My Personal Job Coach

News & Press

Coaching helps job seekers look within - by Laura Raines, for the Atlanta Journal-Constitution


“Know Thyself.” was an inscription found at the site of the Delphic Oracle in ancient Greece. It’s still great advice for job seekers, said Paul D. Tieger, founder of My Personal Job and author of the best-selling career guide “Do What You Are.” He believes that understanding your personality is critical to finding career satisfaction and success. 

“In the past, people were advised to find jobs based on their values, interests and skills. All of those things are fluid and change over time,” Tieger said. “Your personality type is consistent. Behaviors may change, but your personality is inborn.”

Personality affects how people make decisions and live their lives. Tieger has used personality type as the basis for career and professional coaching for 30 years.

Last month, he took his expertise virtual. He launched the My Personal Job Coach Web site to help the growing number of job seekers.

The national unemployment rate is almost 10 percent, but many experts believe it is closer to 20 percent when you factor in those who have given up looking, as well as those who are underemployed.

“There’s such a need in this market,” Tieger said. “People are hungry — starving really — for practical advice that can help them secure a job. Virtual coaching can help displaced workers, career changers, new grads and people who are re-entering the job market after a long absence.”

Online visitors can take a free personality assessment based on the Jung-Myers-Briggs model, which identifies 16 distinct personality types. A one-time fee ($49) covers interactive coaching online as well as a phone consultation with a coach of their choice. Users can revisit resources as needed as their search progresses.

“Virtual coaching is an excellent tool and something that job seekers can do on their own to come away with more information and better options,” said Robbie Brawner Ouzts, a senior career specialist with the Georgia Institute of Technology and a member of Tieger’s national network of coaches.

People are often embarrassed to talk about job loss with family or friends.

“Coaching can help them see light at the end of the tunnel and approach the job search with much more confidence,” Ouzts said.

Ouzts often uses the Myers-Briggs personality test with her own clients because it helps people reconnect with who they are, what they want to do and what they do well.

“A lot of people overlook their natural skill set,” she said. “Because something is so easy for them, they think it is for everyone.”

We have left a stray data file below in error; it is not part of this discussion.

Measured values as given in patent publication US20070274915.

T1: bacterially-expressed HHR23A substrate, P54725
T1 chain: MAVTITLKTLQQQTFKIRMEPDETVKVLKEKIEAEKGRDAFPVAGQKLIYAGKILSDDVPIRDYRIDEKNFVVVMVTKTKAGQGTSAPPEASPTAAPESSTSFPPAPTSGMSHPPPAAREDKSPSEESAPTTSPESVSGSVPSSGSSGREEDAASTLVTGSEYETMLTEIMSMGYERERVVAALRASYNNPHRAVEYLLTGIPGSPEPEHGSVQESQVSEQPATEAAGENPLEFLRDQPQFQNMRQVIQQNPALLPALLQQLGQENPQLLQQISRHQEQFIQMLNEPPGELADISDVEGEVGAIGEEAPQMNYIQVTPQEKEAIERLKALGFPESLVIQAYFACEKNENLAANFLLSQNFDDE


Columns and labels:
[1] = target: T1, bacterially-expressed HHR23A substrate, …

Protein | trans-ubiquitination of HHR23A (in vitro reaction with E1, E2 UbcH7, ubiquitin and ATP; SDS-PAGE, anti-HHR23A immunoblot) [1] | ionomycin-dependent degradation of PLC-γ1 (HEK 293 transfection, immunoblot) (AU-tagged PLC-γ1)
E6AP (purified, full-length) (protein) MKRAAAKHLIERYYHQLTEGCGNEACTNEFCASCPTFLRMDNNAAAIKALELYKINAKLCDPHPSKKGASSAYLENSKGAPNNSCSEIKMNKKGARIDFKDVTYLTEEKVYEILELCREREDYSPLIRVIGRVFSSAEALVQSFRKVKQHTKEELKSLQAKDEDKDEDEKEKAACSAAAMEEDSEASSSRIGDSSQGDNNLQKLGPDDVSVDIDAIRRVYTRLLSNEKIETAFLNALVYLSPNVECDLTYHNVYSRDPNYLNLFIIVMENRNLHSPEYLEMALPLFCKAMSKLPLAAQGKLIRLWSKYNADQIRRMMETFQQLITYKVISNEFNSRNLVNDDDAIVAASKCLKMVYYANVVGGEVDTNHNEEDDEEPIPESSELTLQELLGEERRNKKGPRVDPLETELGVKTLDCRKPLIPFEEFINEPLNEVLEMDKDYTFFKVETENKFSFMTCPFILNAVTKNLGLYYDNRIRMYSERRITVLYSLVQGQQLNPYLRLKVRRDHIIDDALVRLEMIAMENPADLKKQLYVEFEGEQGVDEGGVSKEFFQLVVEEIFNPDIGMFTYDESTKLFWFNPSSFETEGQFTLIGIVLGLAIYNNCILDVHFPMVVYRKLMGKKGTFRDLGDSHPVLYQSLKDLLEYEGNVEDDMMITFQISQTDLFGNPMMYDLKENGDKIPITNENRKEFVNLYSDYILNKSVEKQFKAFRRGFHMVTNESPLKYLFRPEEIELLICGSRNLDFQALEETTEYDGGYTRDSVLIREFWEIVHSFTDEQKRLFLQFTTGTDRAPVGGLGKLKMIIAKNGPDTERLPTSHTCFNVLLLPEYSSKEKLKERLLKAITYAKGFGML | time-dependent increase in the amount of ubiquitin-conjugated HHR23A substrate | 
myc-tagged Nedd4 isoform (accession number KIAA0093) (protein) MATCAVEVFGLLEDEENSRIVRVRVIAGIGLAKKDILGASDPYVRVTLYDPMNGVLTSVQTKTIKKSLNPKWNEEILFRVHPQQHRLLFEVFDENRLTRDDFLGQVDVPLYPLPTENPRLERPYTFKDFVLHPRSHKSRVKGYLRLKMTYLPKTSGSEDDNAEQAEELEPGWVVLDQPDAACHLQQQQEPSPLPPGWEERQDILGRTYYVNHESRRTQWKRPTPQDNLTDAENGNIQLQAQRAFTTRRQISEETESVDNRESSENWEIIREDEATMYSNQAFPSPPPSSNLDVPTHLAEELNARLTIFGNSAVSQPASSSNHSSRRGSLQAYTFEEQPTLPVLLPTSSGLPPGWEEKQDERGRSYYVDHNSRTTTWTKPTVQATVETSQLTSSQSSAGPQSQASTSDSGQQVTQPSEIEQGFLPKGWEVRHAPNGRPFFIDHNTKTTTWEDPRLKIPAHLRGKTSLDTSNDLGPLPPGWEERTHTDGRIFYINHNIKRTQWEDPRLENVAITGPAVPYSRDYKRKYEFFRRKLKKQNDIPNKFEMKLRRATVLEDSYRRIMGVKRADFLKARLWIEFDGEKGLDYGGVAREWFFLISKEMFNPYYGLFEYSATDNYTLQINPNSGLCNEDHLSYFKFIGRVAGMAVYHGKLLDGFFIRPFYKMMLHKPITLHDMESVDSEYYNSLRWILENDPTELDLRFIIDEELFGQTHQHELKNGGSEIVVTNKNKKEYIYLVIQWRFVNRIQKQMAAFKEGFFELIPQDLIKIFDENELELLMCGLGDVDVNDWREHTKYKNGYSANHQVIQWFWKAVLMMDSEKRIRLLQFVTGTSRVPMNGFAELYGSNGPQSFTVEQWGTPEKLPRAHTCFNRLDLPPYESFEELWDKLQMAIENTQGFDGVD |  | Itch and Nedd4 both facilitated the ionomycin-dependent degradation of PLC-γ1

Others have fallen into their careers and never given themselves permission to follow their passions.

Virtual coaching helps users create their own inventory of job-related strengths and potential blind spots. They learn what they need to be satisfied at work. The job selection tool helps them explore and research best-fit job possibilities.

“The unique value of the site is that we are giving people practical advice based on their personality types. There is no generic advice,” Tieger said. “The advice on interviewing or relieving stress — everything is personal.”

The advice on how to sell themselves in a critical half-hour interview would be different for introverts and extroverts, for example. An introvert who likes to think before talking needs to anticipate questions and practice ahead of time in order not to seem timid.

“Everyone comes away with a detailed road map of how to proceed in their job search,” Tieger said.

Knowing their strengths and how to target their search is an advantage in a tough market.

Once they complete the online portion, job seekers can select to consult live with one of the network of coaches.

“The online bios show the different strengths and approaches of coaches, so that people can find a good fit,” Ouzts said. “Before we talk, the client will send me his detailed road map, so I’ll already know a lot about them. We can start working immediately on the next step, whether it’s to further evaluate their transferable skills, find an effective way of networking or encourage them to move beyond things they have done in the past to jobs more aligned with their strengths and passion.”

As industries have restructured, “many of the jobs that people have recently lost will never come back. Hence, there is even more reason for people to learn to retool their careers,” Tieger said. “We can provide the information they need to do that.”